GS: Is there a specific show, venue or city you have enjoyed playing the most in your time as a DJ?
Xinobi: Sure. Some come to mind: Barbarella in Chisinau, W Hotel in Seoul, Candy’s Apartment in Sydney, and off course Lux in Lisbon in our Discotexas night. And then unforgettable places like Las Vegas on small improvised club with not that many people but with the best mood you can get; that mood that goes home with you making you feel the happiest man on earth.
GS: As a Dj, your’re also respected for the amount of music genres and unknown tracks you play in one set. How do you do that? What do you feel when ur playing? Do you prepare your mixes at home?
Xinobi: I get easily bored to play the same style in a dj set more than 30 minutes, so I try to go trippy and travel through different decades aesthetics. You can mix them so damn perfectly. I don’t like to be super coherent. I spend several hours looking for music. Blogs, promos, online stores, record shops, shazaming… Chasing music is my favorite thing ever. And no, I don’t prepare dj sets. I think it’s a dishonest way to play the Dj game.
GS: About Disco Texas where you’re the boss, friend and slave, how and why did it come into being?
Xinobi: It started as a really undefined artist collective and struggling against all kinds of bad-luck we built the label as it is now and we are happy with how it has turned out. We wanted the label to release our music and artists we liked. That’s it. It’s an I-Love-This time consuming thing. Now it’s runned with buds Moullinex, Mr. Mitsuhirato and Lazydisco when he is less lazy.
GS: With managing Disco Texas you probably get tons of submissions every day, from people hoping you’ll license their stuff and as a label head, what’s likely to appeal to you?
Xinobi: We get a good amount of demos and finished tracks. There’s some really high quality music being done out there. Unfortunately it’s impossible for us to release all we would like too. We also chase for artists ourselves – and this is a really healthy thing for a label in my opinion, going hunt.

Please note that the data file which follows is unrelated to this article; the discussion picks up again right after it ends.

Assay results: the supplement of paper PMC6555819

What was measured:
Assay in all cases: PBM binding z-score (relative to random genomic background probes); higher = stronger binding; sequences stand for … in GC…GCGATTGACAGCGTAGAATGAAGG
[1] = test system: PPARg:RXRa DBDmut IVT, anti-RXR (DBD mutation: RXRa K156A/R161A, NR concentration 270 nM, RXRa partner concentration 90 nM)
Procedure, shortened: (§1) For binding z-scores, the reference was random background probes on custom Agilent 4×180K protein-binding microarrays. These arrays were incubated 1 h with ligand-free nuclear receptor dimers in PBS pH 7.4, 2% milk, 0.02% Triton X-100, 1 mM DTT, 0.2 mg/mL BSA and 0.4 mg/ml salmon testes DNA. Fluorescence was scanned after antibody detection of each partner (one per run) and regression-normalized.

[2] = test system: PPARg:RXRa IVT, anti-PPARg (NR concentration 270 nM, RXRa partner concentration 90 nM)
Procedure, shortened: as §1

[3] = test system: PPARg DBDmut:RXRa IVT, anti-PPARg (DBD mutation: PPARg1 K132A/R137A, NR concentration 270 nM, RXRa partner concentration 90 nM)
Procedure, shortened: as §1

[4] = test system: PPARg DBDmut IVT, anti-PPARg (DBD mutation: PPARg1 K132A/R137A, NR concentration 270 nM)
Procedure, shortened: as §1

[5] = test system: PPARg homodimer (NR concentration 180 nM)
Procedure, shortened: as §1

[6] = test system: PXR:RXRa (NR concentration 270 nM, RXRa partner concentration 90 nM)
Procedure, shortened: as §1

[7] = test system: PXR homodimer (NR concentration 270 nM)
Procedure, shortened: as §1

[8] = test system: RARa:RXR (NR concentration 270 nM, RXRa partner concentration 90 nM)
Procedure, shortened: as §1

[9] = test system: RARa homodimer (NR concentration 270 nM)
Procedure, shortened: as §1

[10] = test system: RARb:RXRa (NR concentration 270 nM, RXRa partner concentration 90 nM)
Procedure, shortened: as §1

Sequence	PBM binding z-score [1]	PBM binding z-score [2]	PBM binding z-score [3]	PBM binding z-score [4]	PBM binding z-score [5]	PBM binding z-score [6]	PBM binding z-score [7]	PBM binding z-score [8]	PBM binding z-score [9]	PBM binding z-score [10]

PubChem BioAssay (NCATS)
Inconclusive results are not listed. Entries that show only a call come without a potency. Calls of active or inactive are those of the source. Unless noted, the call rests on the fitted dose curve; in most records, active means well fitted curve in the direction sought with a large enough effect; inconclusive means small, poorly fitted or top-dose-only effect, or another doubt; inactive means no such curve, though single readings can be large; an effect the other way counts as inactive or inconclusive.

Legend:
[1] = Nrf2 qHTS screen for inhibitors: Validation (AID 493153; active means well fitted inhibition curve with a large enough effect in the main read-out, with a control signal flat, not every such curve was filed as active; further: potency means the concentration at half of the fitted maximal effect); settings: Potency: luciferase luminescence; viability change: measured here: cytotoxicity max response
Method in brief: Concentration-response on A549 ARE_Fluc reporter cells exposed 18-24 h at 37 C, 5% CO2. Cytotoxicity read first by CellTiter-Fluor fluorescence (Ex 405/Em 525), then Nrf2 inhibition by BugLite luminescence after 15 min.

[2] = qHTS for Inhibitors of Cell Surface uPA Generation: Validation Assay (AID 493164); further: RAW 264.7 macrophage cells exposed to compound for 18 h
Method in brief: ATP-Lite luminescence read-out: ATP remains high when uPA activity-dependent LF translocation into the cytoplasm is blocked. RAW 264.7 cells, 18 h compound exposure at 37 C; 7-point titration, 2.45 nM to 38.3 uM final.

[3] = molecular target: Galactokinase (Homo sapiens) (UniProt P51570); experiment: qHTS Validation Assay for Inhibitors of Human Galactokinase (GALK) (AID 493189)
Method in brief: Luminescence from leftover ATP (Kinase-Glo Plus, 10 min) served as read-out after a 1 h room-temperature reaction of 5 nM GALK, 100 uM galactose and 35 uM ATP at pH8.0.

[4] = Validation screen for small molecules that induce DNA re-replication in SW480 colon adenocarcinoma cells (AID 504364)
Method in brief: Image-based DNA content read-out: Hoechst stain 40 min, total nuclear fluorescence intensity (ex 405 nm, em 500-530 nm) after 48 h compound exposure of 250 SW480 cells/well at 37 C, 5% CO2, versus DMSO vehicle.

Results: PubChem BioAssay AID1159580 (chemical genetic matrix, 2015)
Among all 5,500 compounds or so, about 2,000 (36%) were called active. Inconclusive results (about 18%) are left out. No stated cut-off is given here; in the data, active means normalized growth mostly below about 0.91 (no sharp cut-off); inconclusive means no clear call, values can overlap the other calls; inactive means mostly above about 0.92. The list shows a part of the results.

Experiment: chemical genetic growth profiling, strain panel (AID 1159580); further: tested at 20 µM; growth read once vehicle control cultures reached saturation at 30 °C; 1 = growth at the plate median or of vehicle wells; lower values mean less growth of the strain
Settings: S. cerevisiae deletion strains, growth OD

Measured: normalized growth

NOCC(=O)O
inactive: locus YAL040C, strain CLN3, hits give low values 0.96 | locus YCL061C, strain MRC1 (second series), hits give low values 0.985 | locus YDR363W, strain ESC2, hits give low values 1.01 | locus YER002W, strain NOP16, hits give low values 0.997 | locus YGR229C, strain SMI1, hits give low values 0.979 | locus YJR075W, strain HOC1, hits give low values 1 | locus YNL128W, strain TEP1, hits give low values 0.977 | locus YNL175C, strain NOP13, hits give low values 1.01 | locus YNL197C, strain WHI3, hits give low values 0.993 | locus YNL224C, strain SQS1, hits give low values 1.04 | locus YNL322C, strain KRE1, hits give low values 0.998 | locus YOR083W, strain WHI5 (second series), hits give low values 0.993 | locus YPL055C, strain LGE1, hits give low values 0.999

There’s a lot of think that may appeal to us as a label. The music, of course but also the way we are approached and the way that artists handle and love themselves to the point that they the first and the most important promoters of their own work.
GS: What do you think of the music scene at the moment? What do you think the future holds?
Xinobi: Music at the moment can be simultaneously exciting and frustrating. With all this new paradigms of the music industry artists, labels and everyone else are sailing on the sea of randomness. Everyone is trying the right shot at the right time. I hardly can imagine what future holds more than becoming a Random-Full Entropy. More and more this will become a chaotic field with no space for long-term ideas. But I don’t know shit.
A thing that really makes me sad is that the mediocrity has been getting more and more credit and becoming the norm for audience applause. I think it was always like this, but now it’s actually accepted and fomented with all this reality tv shows with defunct music stars judging possible future popular singers or any other similar crap.
GS: Who are you feeling at the moment within the scene? Is there an artist or group or band that you recommend we look out for?
Xinobi: This is so hard to answer. Lets go via Labels. Some of my favorite labels nowadays, new and old. Future Classic, Jag Jaguawar, SST, Diynamic, Gomma, Kompakt, Swami, White Drugs, Soul Jazz Records, DFA, Crosstown Rebels, Boys Noize… Infinite bla bla bla and name dropping.
GS: What does the future hold for you in regards to music? Any chance of a full album release in the near future?
Xinobi: Two more Eps, and I will run for a solo Album. I have 309482390841092384209384219 sketched songs to choose to work, but I will probably end doing all brand new ones. Meanwhile I will do a collaboration album with Moullinex in the same vein of our “X Marks the Spot” ep. Plans are to do it in one week. Be the most organic and brutally honest possible. There will be an advance single first.
Also, of course, growing the Discotexas label and this fresh project The Discotexas Band.
GS: Anything else you would like to say to your fans and our readers?
Xinobi: Do I really have fans? Live fast, die old.